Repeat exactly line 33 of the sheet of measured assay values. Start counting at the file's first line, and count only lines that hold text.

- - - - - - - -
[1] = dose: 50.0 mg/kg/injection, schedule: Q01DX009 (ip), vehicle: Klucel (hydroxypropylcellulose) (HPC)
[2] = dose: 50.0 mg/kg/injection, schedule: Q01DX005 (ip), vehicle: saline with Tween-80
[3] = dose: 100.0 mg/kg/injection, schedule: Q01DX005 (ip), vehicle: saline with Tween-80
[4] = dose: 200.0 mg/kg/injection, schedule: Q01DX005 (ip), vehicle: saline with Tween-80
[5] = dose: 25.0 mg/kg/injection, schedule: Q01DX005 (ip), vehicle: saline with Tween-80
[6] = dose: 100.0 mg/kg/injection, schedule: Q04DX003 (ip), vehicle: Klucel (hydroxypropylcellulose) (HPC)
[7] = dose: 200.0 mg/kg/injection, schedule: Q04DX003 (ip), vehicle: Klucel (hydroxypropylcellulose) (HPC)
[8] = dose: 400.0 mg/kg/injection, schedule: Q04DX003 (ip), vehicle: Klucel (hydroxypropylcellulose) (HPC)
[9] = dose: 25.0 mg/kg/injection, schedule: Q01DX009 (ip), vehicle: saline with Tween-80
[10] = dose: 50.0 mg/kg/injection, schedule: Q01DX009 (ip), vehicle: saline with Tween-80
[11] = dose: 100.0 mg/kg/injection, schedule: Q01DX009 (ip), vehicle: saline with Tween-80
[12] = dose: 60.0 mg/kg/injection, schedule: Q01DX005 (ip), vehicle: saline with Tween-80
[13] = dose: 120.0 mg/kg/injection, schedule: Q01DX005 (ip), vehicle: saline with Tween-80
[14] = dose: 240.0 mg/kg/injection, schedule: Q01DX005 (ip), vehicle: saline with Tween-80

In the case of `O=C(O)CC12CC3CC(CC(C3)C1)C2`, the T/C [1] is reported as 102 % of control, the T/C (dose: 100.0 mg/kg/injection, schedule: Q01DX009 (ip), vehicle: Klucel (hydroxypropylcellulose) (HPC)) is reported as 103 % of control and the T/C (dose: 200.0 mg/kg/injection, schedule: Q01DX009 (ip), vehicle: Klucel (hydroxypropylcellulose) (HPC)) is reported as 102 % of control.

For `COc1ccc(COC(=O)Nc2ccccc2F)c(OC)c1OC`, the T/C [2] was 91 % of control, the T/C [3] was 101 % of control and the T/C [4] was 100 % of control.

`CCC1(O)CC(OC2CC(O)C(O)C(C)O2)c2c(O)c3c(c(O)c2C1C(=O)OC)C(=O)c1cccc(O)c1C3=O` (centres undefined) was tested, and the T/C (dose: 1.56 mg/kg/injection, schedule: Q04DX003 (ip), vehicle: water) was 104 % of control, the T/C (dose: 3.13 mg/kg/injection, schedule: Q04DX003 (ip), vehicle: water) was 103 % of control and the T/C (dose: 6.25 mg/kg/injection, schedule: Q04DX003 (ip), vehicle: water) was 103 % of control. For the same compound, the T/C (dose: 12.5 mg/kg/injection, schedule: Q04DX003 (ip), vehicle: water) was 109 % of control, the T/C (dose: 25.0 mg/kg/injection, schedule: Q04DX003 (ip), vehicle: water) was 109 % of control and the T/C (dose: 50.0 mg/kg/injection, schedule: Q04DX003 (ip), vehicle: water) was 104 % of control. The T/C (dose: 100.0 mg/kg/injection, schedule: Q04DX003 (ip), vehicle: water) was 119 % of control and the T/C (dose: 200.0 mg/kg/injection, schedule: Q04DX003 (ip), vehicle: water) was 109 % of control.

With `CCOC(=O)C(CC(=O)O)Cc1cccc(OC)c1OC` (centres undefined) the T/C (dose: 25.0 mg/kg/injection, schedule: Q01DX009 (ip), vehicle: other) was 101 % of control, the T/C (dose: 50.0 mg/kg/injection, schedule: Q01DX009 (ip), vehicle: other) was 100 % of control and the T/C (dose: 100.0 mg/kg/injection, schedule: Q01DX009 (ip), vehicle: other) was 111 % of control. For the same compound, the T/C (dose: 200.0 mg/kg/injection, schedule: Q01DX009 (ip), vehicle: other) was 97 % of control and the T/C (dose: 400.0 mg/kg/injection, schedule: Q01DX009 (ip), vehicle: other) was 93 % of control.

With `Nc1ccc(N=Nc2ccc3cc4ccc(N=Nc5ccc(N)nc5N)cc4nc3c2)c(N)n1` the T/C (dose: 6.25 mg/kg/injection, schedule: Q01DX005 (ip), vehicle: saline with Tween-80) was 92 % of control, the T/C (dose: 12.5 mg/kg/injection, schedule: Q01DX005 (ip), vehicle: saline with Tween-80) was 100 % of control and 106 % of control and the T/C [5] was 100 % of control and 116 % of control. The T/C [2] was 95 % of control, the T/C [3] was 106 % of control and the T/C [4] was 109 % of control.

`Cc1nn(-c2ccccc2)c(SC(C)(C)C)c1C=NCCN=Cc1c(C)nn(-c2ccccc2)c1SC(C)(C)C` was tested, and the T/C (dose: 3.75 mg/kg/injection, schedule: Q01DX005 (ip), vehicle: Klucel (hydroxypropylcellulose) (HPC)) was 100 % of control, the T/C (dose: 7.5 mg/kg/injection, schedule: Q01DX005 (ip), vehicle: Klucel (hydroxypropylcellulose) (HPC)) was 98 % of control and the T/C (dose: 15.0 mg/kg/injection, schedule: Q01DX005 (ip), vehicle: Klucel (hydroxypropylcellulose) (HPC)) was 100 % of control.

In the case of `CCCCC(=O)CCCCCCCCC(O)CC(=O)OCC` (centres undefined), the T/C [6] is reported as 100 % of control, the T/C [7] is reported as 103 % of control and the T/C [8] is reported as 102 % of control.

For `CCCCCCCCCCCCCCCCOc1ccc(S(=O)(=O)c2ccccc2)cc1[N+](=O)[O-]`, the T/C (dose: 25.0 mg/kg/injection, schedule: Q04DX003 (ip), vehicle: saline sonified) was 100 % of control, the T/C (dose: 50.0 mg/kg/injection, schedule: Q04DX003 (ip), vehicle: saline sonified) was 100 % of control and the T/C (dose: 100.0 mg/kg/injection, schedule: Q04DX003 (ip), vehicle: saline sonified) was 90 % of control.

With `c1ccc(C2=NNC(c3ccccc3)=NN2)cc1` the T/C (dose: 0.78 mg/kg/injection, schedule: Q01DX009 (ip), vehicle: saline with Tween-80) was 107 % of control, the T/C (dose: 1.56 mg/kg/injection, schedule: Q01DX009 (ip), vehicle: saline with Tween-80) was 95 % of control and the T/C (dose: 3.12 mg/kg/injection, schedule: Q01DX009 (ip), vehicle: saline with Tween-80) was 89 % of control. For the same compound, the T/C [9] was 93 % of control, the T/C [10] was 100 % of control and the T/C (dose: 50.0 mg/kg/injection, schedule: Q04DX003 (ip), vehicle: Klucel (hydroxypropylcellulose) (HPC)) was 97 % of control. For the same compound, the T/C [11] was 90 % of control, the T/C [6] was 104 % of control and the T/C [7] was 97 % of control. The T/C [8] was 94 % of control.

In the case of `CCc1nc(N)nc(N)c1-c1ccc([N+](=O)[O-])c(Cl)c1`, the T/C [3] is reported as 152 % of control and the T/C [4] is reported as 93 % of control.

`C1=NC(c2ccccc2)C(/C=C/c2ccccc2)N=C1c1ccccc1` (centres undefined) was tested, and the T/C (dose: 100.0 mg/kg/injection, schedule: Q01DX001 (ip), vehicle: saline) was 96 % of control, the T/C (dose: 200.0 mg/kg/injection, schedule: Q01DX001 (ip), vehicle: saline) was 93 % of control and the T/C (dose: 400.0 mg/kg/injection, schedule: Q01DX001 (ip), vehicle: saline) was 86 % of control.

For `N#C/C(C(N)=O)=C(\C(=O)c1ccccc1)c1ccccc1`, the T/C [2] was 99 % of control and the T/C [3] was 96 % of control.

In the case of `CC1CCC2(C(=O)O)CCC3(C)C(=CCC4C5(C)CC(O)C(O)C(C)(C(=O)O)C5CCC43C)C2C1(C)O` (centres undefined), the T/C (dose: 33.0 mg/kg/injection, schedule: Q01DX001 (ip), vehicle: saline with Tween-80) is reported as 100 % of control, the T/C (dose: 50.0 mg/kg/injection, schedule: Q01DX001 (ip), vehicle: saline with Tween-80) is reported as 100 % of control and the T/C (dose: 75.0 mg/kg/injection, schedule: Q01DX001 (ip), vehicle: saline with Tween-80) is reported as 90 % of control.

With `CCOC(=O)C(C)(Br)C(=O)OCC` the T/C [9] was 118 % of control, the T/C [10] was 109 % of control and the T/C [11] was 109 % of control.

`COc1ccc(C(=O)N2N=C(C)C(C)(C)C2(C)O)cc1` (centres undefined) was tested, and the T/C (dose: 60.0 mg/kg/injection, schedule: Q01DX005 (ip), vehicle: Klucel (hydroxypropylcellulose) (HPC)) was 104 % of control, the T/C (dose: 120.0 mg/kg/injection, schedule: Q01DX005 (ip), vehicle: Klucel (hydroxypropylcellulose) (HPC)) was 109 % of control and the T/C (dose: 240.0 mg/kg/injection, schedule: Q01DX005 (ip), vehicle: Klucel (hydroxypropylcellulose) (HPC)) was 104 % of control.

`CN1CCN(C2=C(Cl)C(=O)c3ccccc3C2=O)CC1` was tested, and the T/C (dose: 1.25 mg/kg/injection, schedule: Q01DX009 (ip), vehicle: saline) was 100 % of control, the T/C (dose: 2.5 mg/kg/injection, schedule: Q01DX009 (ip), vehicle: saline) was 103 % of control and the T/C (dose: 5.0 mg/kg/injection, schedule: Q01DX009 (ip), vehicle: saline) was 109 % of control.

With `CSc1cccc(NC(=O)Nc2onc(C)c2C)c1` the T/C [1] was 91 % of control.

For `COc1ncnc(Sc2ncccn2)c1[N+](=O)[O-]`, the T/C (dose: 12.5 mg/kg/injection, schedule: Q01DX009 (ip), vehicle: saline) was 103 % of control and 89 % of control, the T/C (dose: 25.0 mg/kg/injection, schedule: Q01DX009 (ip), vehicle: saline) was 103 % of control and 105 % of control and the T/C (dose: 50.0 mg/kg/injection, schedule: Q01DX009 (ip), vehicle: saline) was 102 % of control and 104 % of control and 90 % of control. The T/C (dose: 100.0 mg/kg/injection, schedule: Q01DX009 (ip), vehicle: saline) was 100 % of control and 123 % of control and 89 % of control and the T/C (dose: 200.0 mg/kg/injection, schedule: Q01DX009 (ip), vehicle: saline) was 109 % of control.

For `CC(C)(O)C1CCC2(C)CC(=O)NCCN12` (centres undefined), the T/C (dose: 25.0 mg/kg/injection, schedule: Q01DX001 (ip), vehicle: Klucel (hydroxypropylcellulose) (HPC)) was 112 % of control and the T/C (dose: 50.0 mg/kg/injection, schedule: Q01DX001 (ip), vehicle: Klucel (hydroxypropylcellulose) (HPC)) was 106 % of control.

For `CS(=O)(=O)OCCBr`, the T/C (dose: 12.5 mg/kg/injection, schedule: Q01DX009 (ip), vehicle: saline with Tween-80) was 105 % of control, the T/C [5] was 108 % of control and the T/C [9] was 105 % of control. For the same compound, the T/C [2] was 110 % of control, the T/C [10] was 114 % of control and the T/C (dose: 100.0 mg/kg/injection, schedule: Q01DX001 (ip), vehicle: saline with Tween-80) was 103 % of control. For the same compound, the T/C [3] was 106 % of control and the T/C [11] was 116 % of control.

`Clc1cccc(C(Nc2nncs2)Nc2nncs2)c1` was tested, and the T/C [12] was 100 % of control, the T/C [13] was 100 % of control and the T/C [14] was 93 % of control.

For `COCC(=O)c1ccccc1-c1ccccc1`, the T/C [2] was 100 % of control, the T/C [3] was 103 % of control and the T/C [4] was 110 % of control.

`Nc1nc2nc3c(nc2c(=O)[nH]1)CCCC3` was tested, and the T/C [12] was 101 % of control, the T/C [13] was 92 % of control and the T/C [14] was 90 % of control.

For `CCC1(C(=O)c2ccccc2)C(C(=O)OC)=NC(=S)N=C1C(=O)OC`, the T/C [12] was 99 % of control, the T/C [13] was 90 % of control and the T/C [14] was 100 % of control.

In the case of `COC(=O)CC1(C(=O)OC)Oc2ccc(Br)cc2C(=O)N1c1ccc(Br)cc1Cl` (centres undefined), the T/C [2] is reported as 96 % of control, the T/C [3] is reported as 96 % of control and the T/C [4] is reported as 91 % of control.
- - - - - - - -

For `CC(C)(O)C1CCC2(C)CC(=O)NCCN12` (centres undefined), the T/C (dose: 25.0 mg/kg/injection, schedule: Q01DX001 (ip), vehicle: Klucel (hydroxypropylcellulose) (HPC)) was 112 % of control and the T/C (dose: 50.0 mg/kg/injection, schedule: Q01DX001 (ip), vehicle: Klucel (hydroxypropylcellulose) (HPC)) was 106 % of control.